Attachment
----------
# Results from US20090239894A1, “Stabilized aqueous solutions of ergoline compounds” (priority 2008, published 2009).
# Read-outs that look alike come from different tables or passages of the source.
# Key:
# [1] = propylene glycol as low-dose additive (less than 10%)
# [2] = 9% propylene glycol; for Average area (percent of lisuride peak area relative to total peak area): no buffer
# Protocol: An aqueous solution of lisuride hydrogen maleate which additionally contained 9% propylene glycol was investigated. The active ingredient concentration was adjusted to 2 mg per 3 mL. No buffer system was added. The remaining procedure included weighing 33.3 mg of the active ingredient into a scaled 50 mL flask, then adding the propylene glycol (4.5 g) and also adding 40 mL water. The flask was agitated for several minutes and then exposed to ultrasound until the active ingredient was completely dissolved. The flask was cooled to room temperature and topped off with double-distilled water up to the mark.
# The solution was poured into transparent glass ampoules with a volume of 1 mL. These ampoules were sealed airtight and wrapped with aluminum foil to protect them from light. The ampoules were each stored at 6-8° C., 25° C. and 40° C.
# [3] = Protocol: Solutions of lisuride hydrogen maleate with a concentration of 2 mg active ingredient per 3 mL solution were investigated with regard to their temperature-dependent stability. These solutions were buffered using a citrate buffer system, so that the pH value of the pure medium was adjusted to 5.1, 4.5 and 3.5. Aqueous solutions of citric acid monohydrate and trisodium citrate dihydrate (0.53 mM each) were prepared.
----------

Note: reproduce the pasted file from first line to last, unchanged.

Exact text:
# Results from US20090239894A1, “Stabilized aqueous solutions of ergoline compounds” (priority 2008, published 2009).
# Read-outs that look alike come from different tables or passages of the source.
# Key:
# [1] = propylene glycol as low-dose additive (less than 10%)
# [2] = 9% propylene glycol; for Average area (percent of lisuride peak area relative to total peak area): no buffer
# Protocol: An aqueous solution of lisuride hydrogen maleate which additionally contained 9% propylene glycol was investigated. The active ingredient concentration was adjusted to 2 mg per 3 mL. No buffer system was added. The remaining procedure included weighing 33.3 mg of the active ingredient into a scaled 50 mL flask, then adding the propylene glycol (4.5 g) and also adding 40 mL water. The flask was agitated for several minutes and then exposed to ultrasound until the active ingredient was completely dissolved. The flask was cooled to room temperature and topped off with double-distilled water up to the mark.
# The solution was poured into transparent glass ampoules with a volume of 1 mL. These ampoules were sealed airtight and wrapped with aluminum foil to protect them from light. The ampoules were each stored at 6-8° C., 25° C. and 40° C.
# [3] = Protocol: Solutions of lisuride hydrogen maleate with a concentration of 2 mg active ingredient per 3 mL solution were investigated with regard to their temperature-dependent stability. These solutions were buffered using a citrate buffer system, so that the pH value of the pure medium was adjusted to 5.1, 4.5 and 3.5. Aqueous solutions of citric acid monohydrate and trisodium citrate dihydrate (0.53 mM each) were prepared.